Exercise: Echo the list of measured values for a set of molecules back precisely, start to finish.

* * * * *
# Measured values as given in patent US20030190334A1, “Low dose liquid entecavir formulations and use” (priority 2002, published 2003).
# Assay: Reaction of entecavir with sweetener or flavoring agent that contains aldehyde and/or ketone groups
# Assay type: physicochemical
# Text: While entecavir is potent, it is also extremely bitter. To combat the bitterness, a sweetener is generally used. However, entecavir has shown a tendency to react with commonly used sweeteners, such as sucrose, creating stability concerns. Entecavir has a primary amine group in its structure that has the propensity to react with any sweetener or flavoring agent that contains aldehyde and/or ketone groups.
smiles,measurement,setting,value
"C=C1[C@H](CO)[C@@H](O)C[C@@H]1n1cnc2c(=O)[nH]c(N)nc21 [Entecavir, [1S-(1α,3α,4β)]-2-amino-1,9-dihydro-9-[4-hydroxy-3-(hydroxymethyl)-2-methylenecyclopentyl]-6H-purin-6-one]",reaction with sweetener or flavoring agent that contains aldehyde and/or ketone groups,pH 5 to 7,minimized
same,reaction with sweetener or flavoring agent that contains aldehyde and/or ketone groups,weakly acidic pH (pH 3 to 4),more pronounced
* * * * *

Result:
# Measured values as given in patent US20030190334A1, “Low dose liquid entecavir formulations and use” (priority 2002, published 2003).
# Assay: Reaction of entecavir with sweetener or flavoring agent that contains aldehyde and/or ketone groups
# Assay type: physicochemical
# Text: While entecavir is potent, it is also extremely bitter. To combat the bitterness, a sweetener is generally used. However, entecavir has shown a tendency to react with commonly used sweeteners, such as sucrose, creating stability concerns. Entecavir has a primary amine group in its structure that has the propensity to react with any sweetener or flavoring agent that contains aldehyde and/or ketone groups.
smiles,measurement,setting,value
"C=C1[C@H](CO)[C@@H](O)C[C@@H]1n1cnc2c(=O)[nH]c(N)nc21 [Entecavir, [1S-(1α,3α,4β)]-2-amino-1,9-dihydro-9-[4-hydroxy-3-(hydroxymethyl)-2-methylenecyclopentyl]-6H-purin-6-one]",reaction with sweetener or flavoring agent that contains aldehyde and/or ketone groups,pH 5 to 7,minimized
same,reaction with sweetener or flavoring agent that contains aldehyde and/or ketone groups,weakly acidic pH (pH 3 to 4),more pronounced